Adult Refugee Services Unit (ARSU) newsletter #7

April 14, 2022 The ARSU NEWSLETTER shares pertinent information relevant to the needs of Refugees and Non-citizen Crime Survivors and includes
resources and updates for Refugee Cash Assistance (RCA), Entrant Cash Assistance (ECA), Refugee Social Services (RSS), Trafficking and Crime Victims Assistance
Program (TCVAP), and the California Repatriation Program. Published by the CA DSS.

Types of Student Loan Forgiveness, Cancellation, and Discharge

The terms forgiveness, cancellation, and discharge mean nearly the same thing, but they’re used in different ways. If you’re no longer required to make payments on your loans due to your job, this is generally called forgiveness or cancellation. If you’re no longer required to make payments on your loans due to other circumstances, such as a total and permanent disability or the closure of the school where you received your loans, this is generally called discharge.

IAN Non-profit Resource Center (Immigrant Advocate Network)

The Immigration Advocates Network (IAN), a program of Pro Bono Net, is dedicated to expanding access to immigration legal resources and information through collaboration and technology. IAN was created in 2007 by leading immigrants’ rights organizations, to increase access to justice for low-income immigrants and strengthen the capacity of organizations serving them. We create our own tools, build platforms for others, and work with partners to harness the power of technology and collective action to better support immigrants and their advocates.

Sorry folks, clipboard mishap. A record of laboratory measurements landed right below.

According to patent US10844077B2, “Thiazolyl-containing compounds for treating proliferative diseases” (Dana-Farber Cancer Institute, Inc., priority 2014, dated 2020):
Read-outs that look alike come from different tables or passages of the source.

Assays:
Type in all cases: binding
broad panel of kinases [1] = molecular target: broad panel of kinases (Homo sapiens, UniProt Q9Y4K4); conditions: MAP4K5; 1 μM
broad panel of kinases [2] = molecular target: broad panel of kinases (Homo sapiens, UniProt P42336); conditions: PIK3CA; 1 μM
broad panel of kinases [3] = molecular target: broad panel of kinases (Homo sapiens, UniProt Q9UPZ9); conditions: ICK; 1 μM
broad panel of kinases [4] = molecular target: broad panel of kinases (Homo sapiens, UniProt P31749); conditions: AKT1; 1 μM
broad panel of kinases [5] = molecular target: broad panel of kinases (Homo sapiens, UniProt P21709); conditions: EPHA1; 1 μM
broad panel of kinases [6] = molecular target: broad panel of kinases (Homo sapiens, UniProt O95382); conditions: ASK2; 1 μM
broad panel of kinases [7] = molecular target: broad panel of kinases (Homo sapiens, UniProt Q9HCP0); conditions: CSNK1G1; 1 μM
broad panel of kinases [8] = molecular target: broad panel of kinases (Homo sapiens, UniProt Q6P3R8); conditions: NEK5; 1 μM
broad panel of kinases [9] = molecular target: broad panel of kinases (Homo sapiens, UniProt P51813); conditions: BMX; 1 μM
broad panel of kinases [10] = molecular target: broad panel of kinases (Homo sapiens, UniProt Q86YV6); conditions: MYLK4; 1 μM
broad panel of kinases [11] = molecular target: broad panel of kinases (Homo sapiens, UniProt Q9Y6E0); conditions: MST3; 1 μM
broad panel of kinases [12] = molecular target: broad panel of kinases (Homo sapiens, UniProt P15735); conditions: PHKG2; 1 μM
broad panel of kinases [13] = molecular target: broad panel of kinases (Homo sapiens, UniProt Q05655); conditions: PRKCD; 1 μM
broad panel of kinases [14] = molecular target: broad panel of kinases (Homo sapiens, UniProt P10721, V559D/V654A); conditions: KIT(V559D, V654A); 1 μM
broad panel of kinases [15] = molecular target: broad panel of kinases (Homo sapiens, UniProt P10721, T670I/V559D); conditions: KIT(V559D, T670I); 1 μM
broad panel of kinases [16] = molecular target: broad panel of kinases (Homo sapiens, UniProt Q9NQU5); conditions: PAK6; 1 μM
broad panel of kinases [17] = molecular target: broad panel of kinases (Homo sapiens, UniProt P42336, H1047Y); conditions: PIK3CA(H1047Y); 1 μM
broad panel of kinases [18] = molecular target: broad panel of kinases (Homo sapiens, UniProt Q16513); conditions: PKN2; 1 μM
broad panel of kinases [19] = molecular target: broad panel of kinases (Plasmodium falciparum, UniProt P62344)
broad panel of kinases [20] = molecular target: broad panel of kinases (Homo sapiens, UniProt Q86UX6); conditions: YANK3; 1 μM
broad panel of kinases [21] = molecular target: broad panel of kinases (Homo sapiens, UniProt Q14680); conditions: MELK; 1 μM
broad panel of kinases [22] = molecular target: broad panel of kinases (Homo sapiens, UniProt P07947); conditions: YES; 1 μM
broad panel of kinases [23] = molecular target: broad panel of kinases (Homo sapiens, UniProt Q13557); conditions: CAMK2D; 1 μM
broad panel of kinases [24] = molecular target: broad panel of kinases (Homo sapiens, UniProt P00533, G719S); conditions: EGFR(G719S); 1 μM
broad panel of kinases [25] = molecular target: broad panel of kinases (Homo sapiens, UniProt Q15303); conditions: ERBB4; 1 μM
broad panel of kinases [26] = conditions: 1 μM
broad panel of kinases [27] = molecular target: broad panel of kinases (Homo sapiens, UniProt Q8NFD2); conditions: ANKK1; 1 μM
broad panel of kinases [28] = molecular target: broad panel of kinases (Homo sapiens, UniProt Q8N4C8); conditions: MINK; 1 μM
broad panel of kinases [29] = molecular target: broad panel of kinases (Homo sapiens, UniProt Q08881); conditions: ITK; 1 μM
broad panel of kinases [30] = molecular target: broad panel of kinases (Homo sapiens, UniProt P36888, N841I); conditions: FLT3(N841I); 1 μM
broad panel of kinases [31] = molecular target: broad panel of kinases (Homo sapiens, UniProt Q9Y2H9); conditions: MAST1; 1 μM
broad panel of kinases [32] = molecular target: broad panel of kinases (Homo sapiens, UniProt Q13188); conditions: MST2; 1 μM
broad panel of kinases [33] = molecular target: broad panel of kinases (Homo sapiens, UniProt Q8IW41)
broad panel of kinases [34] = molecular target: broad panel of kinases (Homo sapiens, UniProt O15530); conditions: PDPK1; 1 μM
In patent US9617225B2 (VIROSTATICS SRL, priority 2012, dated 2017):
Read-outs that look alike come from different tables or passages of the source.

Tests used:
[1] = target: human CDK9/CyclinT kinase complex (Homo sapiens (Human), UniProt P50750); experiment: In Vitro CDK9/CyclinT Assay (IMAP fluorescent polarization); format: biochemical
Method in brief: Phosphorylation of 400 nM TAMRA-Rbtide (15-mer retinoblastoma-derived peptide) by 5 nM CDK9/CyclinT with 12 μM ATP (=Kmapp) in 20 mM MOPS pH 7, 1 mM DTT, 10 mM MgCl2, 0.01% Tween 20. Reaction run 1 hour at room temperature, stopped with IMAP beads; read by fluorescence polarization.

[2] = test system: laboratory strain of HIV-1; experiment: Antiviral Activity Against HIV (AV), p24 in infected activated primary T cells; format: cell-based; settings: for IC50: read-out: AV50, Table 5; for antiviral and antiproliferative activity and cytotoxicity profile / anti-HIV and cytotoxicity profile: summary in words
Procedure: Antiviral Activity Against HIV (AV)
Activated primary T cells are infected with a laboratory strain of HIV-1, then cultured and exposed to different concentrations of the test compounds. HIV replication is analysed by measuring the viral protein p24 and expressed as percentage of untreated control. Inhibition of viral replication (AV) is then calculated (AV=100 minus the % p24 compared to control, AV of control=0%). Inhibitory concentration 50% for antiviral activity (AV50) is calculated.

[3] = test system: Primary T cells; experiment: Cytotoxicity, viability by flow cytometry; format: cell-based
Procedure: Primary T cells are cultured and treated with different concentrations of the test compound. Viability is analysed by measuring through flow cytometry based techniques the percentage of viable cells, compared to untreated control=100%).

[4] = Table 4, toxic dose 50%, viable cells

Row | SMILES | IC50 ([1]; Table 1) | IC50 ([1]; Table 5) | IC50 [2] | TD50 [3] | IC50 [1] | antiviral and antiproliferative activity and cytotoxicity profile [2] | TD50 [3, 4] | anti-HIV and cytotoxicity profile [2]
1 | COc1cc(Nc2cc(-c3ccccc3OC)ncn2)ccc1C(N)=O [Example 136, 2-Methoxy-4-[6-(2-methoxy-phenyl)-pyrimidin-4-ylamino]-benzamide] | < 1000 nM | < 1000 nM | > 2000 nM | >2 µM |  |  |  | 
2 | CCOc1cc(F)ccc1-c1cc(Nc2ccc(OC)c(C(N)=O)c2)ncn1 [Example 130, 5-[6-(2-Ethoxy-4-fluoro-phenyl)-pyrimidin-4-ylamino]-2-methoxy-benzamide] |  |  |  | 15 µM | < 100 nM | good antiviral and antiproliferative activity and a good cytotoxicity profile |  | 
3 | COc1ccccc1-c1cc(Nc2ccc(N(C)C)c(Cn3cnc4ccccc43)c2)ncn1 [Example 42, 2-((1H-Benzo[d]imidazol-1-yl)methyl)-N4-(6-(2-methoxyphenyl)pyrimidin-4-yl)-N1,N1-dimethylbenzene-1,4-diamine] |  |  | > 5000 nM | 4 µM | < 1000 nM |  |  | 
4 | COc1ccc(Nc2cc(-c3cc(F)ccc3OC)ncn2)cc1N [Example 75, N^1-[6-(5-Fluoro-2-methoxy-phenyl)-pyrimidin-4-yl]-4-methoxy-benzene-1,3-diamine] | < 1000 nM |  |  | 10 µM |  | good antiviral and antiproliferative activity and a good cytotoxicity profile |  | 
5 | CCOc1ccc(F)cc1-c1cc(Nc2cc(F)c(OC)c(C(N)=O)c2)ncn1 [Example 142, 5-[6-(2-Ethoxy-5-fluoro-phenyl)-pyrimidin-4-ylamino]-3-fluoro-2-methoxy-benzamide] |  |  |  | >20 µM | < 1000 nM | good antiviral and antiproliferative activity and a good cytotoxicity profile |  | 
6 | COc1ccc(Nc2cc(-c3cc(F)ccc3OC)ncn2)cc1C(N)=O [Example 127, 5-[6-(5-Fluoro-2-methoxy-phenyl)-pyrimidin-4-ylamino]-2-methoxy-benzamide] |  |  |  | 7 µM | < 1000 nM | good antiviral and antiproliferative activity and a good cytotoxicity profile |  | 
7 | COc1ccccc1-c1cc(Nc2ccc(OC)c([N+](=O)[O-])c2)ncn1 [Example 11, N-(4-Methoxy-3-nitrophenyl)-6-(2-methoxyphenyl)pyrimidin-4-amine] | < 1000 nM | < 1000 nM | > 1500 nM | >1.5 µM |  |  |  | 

Understanding the Impact of Extreme Heat Events

3/28/22 The Los Angeles Times recently published an article detailing the impact of heat-related deaths in California and found that extreme heat caused approximately 3,900 deaths in California over the past decade”that is six times more than the state’s official count. Even so, extreme heat receives substantially less awareness than other disasters, despite killing more Americans each year than wildfires, hurricanes, and floods.

California Hard-to-Count Index Interactive Map

Many California residents live in areas that, based on demographic, socioeconomic and housing characteristics, may be hard to count in the 2020 Census. This interactive map* shows California census tracts and block groups shaded by their California Hard-to-Count Index, a metric that incorporates 14 variables correlated with an area being difficult to enumerate. Census tracts and block groups with higher CA-HTC indexes likely will pose significant challenges to numerate in 2020, while tracts and block groups with lower indexes should be easier to count.

Addressing Learning Loss in Disadvantaged Kids

4/8/22 Students with disabilities, those learning English and students who live in rural communities learn at the same rate during the academic year – and often faster – than their peers who are not disadvantaged, but they lose much more ground over the summer, according to new research from the nonprofit education policy and assessment organization NWEA.

The finding bolsters calls by Education Secretary Miguel Cardona for state education officials and school leaders to offer intensive summer learning programs for students who have incurred the steepest academic losses due to chronic interruptions to learning during the pandemic.

FHFA Mortgage Translations Clearinghouse

An easy-to-use collection of translated documents and tools to assist lenders, servicers, housing counselors, and others in helping mortgage borrowers who have limited English proficiency? (LEP). Created by FHFA, Fannie Mae, and Freddie Mac in collaboration with industry, consumer, and government partners, the SITE contains resources such as translated documents, borrower education materials, a standardized glossary of mortgage terms, and more.